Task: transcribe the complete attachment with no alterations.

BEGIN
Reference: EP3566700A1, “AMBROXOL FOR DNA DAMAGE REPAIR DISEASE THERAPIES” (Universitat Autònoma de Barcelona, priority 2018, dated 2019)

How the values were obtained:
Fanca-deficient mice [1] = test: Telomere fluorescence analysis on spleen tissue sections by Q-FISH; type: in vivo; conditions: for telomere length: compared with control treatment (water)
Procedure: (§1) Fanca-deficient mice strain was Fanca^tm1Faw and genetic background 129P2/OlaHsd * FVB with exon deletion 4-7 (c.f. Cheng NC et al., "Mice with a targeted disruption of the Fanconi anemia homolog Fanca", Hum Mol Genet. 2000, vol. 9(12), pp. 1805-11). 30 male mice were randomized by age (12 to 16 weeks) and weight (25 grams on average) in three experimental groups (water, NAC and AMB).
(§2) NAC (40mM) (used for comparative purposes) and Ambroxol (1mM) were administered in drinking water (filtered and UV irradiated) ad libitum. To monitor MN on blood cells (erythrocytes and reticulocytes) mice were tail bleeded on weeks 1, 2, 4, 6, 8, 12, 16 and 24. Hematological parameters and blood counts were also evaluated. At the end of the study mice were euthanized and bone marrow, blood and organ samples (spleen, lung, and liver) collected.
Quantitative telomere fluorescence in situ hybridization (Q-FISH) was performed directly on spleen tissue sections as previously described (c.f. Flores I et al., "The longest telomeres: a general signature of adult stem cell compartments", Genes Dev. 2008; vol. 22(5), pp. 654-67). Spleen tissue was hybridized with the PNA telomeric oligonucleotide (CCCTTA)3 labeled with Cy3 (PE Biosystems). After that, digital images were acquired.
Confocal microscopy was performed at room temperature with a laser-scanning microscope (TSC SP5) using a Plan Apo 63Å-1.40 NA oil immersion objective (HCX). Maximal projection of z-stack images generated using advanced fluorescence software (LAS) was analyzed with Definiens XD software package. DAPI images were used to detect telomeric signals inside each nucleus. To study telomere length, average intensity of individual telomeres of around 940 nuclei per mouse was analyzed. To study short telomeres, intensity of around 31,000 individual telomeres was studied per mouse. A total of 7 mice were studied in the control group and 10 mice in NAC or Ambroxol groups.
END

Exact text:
Reference: EP3566700A1, “AMBROXOL FOR DNA DAMAGE REPAIR DISEASE THERAPIES” (Universitat Autònoma de Barcelona, priority 2018, dated 2019)

How the values were obtained:
Fanca-deficient mice [1] = test: Telomere fluorescence analysis on spleen tissue sections by Q-FISH; type: in vivo; conditions: for telomere length: compared with control treatment (water)
Procedure: (§1) Fanca-deficient mice strain was Fanca^tm1Faw and genetic background 129P2/OlaHsd * FVB with exon deletion 4-7 (c.f. Cheng NC et al., "Mice with a targeted disruption of the Fanconi anemia homolog Fanca", Hum Mol Genet. 2000, vol. 9(12), pp. 1805-11). 30 male mice were randomized by age (12 to 16 weeks) and weight (25 grams on average) in three experimental groups (water, NAC and AMB).
(§2) NAC (40mM) (used for comparative purposes) and Ambroxol (1mM) were administered in drinking water (filtered and UV irradiated) ad libitum. To monitor MN on blood cells (erythrocytes and reticulocytes) mice were tail bleeded on weeks 1, 2, 4, 6, 8, 12, 16 and 24. Hematological parameters and blood counts were also evaluated. At the end of the study mice were euthanized and bone marrow, blood and organ samples (spleen, lung, and liver) collected.
Quantitative telomere fluorescence in situ hybridization (Q-FISH) was performed directly on spleen tissue sections as previously described (c.f. Flores I et al., "The longest telomeres: a general signature of adult stem cell compartments", Genes Dev. 2008; vol. 22(5), pp. 654-67). Spleen tissue was hybridized with the PNA telomeric oligonucleotide (CCCTTA)3 labeled with Cy3 (PE Biosystems). After that, digital images were acquired.
Confocal microscopy was performed at room temperature with a laser-scanning microscope (TSC SP5) using a Plan Apo 63Å-1.40 NA oil immersion objective (HCX). Maximal projection of z-stack images generated using advanced fluorescence software (LAS) was analyzed with Definiens XD software package. DAPI images were used to detect telomeric signals inside each nucleus. To study telomere length, average intensity of individual telomeres of around 940 nuclei per mouse was analyzed. To study short telomeres, intensity of around 31,000 individual telomeres was studied per mouse. A total of 7 mice were studied in the control group and 10 mice in NAC or Ambroxol groups.